With ever-increasing environmental instability and grave concerns about food security on a global scale, learning how to live sustainably is more important than ever. Through engagement with local agriculture and community-based farming projects, students developed a well-rounded understanding of the global food system by examining and working with major players in various local contexts. Through a service-immersion trip to the Island of Ometepe in Nicaragua, where students physically worked alongside local farmers through Project Bona Fide, in collaboration with Unearth the World, students experienced first-hand some of the diversity of efforts occurring worldwide to address concerns over food security and environmental degradation. Students emerged from this course as informed and engaged participants in their local food system, eager to live a more sustainable life. This course was co-facilitated by Dana Ginestet (Global Studies & Public & Community Service) and Pat McNiff (community partner, Pat's Pastured).
Offered in Spring 2016.
The Visualizing Peace and Justice course, cross–listed with Art, Global Studies and Political Science, was a photography course that examined the ideas of peace and justice through the lens of art. The focus of the course was examining how to use art as a way to engage the global community to promote the ideas of peace and justice. While in Ecuador, students worked with the Center for Mediation, Peace and Resolution of Conflict (CEMPROC, founded by Dr. Jeffrey Pugh). CEMPROC utilizes art as an outlet in promoting community and non-violence. Through CEMPROC, participants worked in a variety of settings, including with local organizations, nearby villages, and schools that have developed youth peace programs. Students also participated in local community engagement in Providence and hosted a photography exhibit featuring the artwork of Providence and Ecuadorian youth. Dr. Jeffrey Pugh (Political Science) and Dr. Eric Sung (Art) co-facilitated this course.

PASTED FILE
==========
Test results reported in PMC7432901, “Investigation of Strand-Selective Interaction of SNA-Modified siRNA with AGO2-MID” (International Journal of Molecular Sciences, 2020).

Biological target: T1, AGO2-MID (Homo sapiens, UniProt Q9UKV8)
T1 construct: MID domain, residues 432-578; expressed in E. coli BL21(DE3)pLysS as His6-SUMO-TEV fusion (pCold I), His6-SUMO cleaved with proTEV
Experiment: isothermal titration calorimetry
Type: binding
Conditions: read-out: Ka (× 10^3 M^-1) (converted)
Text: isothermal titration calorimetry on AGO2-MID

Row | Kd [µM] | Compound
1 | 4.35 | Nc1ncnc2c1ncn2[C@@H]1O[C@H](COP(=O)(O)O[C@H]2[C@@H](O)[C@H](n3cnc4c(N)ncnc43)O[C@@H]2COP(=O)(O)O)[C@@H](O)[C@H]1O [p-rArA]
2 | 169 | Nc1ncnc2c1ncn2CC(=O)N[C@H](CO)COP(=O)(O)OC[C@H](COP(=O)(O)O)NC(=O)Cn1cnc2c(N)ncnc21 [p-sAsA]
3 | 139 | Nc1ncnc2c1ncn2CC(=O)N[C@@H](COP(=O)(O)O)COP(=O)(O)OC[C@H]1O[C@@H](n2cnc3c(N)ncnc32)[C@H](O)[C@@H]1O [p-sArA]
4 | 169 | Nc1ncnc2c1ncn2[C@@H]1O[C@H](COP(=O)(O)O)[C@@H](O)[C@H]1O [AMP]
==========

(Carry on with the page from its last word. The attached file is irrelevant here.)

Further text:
Offered in Spring 2012 and 2014.
The Supporting Community Literacy in Nicaragua course, cross-listed with Education and Global Studies, focused on various methods of promoting local education and literacy among youth in rural Nicaragua. Working with Waves of Hope in Nicaragua, participants created a library at the local high school and promoted education literacy courses for children and adolescents. Embedded in their community engagement work, students also encouraged an environment of engaged learning and a space for a culture of reading. Participants also designed a literacy and library fundraising program for the Manzano and Manzanillo communities in Nicaragua, a project which continued once the group returned to Providence, as a way to stay engaged with the community and Waves of Hope. Dr. Nuria Alonso García (Global Studies and Foreign Languages) and Dr. Nick Longo (Global Studies and Public & Community Service) co-facilitated the course.
Offered in Spring 2014.
A part of the Justice Across Borders course, this course focused on historical and current relationships between the United States and its bordering communities, examining the political, economic and social aspects of these relationships.
Once in the Dominican Republic, students worked with Outreach 360, a public-health oriented organization. Through Outreach 360, students volunteered in an orphanage, working directly with children to promote community health initiatives and create a healthy space for the youth. This course was co-facilitated by Dr. Eric Hartman (Global Studies) and Kaytee Stewart (Feinstein Institute).